198 2 Cor. x. 5.
199 Regnum is used in Latin to denote a domain as well as in the general sense of "kingdom." Virg., Ecl. I. 70; S. Matt. xii. 26.
200 Zech. vi. 1.
201 S. Mark i. 25.
202 Jer. li. 25. The "mount of corruption" is Babylon.
203 i.e. those cities and nations and persons who have exalted themselves, lifted themselves up as high mountains, challenging, as it were, the majesty of heaven. Cf. Ps. lxviii. 16, R.V.
204 S Luke iv. 41.
205 Jer. ix. 10. St. Ambrose follows the text of the LXX. with one or two variations in the punctuation. What St. Ambrose renders as "vox substantioe" ("word of substance" or "voice of substance") appears in the LXX. as "fwnh uparxew"" (which vox substantioe represents verbatim), and in Vulg. as "vox possidentis" ("the voice of the possessor"-i.e. landowner); in the A.V. and R. V. as "the voice of the cattle."-uparcij and substantia should be taken in the concrete sense (as they clearly represent a concrete term), like our "substance," or "possessions." Now in primitive society-like, e.g., that of the nomad Tartars-possessions consist mainly in horses and cattle. Cf. the evollution of the term pecunia=money.
206 Ps. lxxxix. 46.
207 The text will then be prophetic of the Agony in the Garden and upon the Cross.
208 Ps. lxxxix. 37, Ps. lxxxix. 38.
209 Or, "thine Anointed." Cf. Ps. xxii. 1; S. Matt. xxvii. 46.
210 "Holiness." E. V.-"crown."
211 Phil. ii. 6, Phil. ii. 7.
212 St. Ambrose's "substantia" is, in the LXX., uposthma-"standing-ground." R.V. "council."-Jer. xxiii. 18-22.
213 i.e. how can they say there is no Divine Substance, that the use of the term "substance" is illegitimate?
214 Or to be the true Son of God, Son by nature, not by adoption.
215 Jer. xxiii. 18.
216 Cf. 1 Sam. xvii. 51.
217 The Sabellians reduced the distinction of Persons in the Trinity to a distinction of three different self-manifestations of one and the same Person, appearing at different times in different aspects or characters, as "one man in his time plays many parts." They, therefore, would mean, if they said that the Son was omoousioj with the Father, that He was identical with Him. Another perverse use of the term supervened upon the argument that if the Father and the Son were omoo/sioi there must be some ousia, identical with neither, but in which both, so to speak, had a share, by virtue of participation in which they existed and were what they were-a theory which adapted the Platonic doctrine of Universal Ideas to expound the mysteries of the Godhead. It was the perverse use of the term by such persons as Paul of Samosata (condemned by the Synod of Antioch, 269 a.d.) that caused it to be received at first with suspicion even by the orthodox at the Nicene Synod in 325 a.d. The true doctrine would be to this effect, that in relation to the Persons, the Godhead is not a separate, more comprehensive entity, existingin-dependently, and the fount of existence to each and all of the Persons-not as the Platonic autanurwpoj (ideal or archetypal man), for example, to the polloia anurwpoi (sundry individuals), but is in each of the Persons fully and completely, yet without destruction of its unity. The Godhead is a prwth, a single, individual substance. So also is each One of the Three Persons-but their inter-relation is such that neither is the Godhead anything apart from them, nor they anything apart from the Godhead or from each other. It is the Three together that constitute the One Ousia or Essence, it is the definition of this Essence that applies to Each of them equally, without difference, whilst Each Person retains His Personal characteristics and Personal (not natural or substantial) "differentia." Speaking logically, the Three Persons are "of one definition;" speaking metaphysically, they are "of one Essence" Now both "of one definition" and "of one essence" may be rendered by omoousioi.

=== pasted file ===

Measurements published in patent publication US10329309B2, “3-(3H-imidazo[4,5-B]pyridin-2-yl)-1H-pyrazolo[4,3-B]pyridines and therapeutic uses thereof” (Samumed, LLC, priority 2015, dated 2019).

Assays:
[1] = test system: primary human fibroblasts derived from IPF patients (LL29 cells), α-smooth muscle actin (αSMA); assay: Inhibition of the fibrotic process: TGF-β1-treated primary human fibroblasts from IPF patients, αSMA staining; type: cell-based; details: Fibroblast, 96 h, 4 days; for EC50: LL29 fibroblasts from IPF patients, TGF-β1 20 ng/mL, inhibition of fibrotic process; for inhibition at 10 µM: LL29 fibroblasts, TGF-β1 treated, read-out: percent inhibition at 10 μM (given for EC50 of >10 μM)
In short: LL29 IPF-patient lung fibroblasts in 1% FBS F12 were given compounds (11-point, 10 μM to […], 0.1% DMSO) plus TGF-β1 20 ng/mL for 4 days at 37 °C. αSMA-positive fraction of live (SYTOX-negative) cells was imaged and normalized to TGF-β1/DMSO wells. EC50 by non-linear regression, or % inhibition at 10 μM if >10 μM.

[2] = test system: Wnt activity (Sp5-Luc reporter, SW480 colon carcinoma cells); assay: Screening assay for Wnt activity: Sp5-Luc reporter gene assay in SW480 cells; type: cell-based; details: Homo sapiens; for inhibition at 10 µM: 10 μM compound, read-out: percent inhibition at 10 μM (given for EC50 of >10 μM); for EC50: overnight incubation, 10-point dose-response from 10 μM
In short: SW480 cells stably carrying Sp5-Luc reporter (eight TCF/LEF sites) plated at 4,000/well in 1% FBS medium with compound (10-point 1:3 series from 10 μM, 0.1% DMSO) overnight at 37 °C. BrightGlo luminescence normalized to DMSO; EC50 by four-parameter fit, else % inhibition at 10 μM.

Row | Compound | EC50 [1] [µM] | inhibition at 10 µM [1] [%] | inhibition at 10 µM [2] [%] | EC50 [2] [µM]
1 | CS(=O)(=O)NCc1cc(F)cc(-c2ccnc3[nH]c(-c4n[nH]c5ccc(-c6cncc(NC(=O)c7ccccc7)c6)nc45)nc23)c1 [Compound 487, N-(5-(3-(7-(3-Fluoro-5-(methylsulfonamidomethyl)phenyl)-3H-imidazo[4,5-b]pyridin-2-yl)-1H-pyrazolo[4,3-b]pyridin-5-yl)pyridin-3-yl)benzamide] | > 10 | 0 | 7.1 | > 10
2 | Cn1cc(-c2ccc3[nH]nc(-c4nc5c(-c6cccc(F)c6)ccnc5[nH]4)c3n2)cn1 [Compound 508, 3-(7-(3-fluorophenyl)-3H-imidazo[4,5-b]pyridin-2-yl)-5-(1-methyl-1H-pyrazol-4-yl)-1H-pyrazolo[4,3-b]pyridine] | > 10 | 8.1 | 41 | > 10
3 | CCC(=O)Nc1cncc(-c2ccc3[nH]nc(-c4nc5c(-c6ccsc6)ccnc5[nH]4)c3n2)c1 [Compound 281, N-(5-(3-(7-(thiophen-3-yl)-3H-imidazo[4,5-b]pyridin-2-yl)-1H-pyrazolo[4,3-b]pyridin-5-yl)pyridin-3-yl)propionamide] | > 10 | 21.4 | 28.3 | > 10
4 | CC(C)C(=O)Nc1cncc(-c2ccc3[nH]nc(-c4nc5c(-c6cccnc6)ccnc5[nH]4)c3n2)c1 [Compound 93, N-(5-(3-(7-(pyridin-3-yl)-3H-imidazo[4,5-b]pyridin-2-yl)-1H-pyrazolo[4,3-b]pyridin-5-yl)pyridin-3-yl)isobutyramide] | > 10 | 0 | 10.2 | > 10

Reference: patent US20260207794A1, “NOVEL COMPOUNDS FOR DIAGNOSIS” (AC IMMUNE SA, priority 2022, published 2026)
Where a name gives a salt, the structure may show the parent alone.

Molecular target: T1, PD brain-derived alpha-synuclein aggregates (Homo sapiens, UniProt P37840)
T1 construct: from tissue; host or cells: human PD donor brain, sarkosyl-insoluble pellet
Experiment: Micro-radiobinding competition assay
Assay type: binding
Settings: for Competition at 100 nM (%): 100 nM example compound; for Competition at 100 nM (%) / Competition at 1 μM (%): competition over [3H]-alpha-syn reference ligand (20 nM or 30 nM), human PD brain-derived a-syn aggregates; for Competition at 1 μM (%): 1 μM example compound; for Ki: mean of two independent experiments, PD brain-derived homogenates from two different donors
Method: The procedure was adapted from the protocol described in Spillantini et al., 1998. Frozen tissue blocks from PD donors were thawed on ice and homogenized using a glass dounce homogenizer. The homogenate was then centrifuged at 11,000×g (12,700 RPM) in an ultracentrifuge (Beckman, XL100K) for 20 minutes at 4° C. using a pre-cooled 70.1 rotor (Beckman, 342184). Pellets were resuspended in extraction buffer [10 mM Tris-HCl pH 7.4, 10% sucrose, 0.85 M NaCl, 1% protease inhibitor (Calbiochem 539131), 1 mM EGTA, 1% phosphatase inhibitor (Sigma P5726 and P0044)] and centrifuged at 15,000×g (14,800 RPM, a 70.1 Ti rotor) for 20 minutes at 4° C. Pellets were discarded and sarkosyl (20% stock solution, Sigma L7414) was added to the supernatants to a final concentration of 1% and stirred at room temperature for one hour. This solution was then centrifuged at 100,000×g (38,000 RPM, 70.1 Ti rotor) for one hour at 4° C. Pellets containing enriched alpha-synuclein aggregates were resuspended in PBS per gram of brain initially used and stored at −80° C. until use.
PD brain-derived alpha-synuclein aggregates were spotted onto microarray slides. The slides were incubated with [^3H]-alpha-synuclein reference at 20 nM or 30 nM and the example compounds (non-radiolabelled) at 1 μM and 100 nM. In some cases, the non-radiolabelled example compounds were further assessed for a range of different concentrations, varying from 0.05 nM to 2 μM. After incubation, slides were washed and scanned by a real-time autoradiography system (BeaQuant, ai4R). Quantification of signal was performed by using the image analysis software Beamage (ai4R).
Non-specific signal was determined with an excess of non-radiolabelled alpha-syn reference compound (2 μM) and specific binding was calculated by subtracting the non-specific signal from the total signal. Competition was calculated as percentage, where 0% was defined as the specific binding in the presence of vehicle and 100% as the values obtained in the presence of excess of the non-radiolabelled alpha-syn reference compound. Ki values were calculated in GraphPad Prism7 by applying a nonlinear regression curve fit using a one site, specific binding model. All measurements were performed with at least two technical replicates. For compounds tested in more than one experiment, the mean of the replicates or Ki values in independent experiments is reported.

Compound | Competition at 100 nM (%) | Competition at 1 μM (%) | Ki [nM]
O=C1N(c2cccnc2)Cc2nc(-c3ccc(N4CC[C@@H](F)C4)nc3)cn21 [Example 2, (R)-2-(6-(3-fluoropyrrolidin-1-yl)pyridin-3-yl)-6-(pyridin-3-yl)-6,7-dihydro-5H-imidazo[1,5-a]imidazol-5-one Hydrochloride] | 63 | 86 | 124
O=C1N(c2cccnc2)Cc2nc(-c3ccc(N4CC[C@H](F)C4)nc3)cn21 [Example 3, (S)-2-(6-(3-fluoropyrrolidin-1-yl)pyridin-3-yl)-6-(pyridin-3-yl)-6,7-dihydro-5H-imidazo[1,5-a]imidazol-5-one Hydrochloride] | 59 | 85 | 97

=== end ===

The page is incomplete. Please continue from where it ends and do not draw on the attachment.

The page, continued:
218 S. Matt. vi. 11. epiousioj="required for our subsistence, proper for our sustenance." See Alford in loc.
219 Ex. xix. 6.
220 The derivation is philologically incorrect, for ousia is formed upon the fem. of the pres. part. of einai, but for all that it embodies a certain truth, inasmuch as ousia in its abstract use denotes simple existence, without reference to conditions.
221 Ps. civ. 15. The term epiousioj has a spiritual import, inasmuch as the life of the body, supported by bread, is not all but should be subordinate to the spiritual life-the healthy body to be the instrument and vehicle of the healthy soul for man's real life (though he is not apt to think it such) is not dependent on bread alone-his whole existence is not material, though one side of it is. St. Ambrose, however, seems rather disposed to overlook the physical material bread (which we are certainly taught to pray for) for the sake of the supra.sensible Bread of Heaven and Food of Angels.
222 Rev. v. 5.
223 A reference to the Synod of Ariminum. See Bk. I. xiii. 122.
224 Prov. xiv. 15.
225 S. Matt. x. 16.
226 Col. iii. 9, Col. iii. 10.
227 S. John v. 26.
228 S. John v. 27.
229 S. John xvi. 15.
230 Acts vii. 55.
231 Acts vii. 55.
232 Acts vii. 58.
233 Acts vii. 51.
1 Col. ii. 3.
2 St. Ambrose perhaps meant that John Baptist had, for a space, lost the prophetic Light, when he doubted, and sent disciples to enquire of Jesus. The darkness of the dungeon had drawn a cloud over the prisoner's soul, and for a time he was in the state described by Isaiah ix. 1, walking in darkness and the shadow of death, the state of the people of Israel (represented by the synagogue) at the time of our Lord's Advent. See S. Matt. iv. 12-16.
3 S. Matt. xi. 3.
4 S. John iii. 13.
5 Ps. xxiv. 7. St. Ambrose follows the LXX.
6 Ps. xxiv. 8.
7 Isa. liii. 2.